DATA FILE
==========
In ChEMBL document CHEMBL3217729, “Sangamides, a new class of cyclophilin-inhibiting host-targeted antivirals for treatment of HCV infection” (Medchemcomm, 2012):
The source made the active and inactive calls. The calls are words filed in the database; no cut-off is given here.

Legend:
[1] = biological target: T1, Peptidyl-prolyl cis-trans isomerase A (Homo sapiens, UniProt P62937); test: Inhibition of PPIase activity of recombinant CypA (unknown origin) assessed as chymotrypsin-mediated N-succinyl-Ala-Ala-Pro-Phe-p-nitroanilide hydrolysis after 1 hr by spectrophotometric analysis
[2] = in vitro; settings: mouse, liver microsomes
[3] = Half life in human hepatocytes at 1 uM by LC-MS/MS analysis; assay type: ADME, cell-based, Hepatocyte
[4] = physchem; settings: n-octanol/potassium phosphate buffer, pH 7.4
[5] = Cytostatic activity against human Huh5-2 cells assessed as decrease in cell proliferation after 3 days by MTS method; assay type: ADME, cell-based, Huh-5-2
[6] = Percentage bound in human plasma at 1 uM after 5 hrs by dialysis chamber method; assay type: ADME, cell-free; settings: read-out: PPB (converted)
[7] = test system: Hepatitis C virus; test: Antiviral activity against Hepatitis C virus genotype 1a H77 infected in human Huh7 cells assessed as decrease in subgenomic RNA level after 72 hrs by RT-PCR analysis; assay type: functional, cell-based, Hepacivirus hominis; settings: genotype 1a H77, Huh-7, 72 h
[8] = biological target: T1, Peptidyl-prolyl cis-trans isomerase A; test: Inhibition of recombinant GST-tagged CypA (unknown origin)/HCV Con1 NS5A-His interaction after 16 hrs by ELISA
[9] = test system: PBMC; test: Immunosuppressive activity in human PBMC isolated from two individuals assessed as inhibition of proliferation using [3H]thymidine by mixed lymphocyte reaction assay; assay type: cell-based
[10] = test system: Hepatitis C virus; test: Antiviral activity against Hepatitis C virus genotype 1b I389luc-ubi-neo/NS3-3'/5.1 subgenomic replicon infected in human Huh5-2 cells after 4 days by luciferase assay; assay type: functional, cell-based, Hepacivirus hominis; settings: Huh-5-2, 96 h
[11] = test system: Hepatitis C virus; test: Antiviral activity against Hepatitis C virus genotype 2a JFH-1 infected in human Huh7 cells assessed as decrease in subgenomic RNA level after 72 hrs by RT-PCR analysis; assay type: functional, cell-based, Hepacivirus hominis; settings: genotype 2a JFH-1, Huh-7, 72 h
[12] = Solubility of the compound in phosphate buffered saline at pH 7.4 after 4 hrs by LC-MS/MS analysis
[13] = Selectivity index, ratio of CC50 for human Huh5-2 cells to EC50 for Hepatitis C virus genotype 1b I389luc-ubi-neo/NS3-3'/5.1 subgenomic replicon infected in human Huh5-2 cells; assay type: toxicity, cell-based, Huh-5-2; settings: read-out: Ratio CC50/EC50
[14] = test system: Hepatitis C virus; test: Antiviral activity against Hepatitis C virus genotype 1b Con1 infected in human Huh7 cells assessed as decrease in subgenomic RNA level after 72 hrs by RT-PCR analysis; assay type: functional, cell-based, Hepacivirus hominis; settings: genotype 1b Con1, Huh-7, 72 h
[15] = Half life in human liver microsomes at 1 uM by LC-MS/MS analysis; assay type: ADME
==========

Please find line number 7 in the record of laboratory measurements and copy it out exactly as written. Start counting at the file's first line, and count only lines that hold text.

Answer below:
[4] = physchem; settings: n-octanol/potassium phosphate buffer, pH 7.4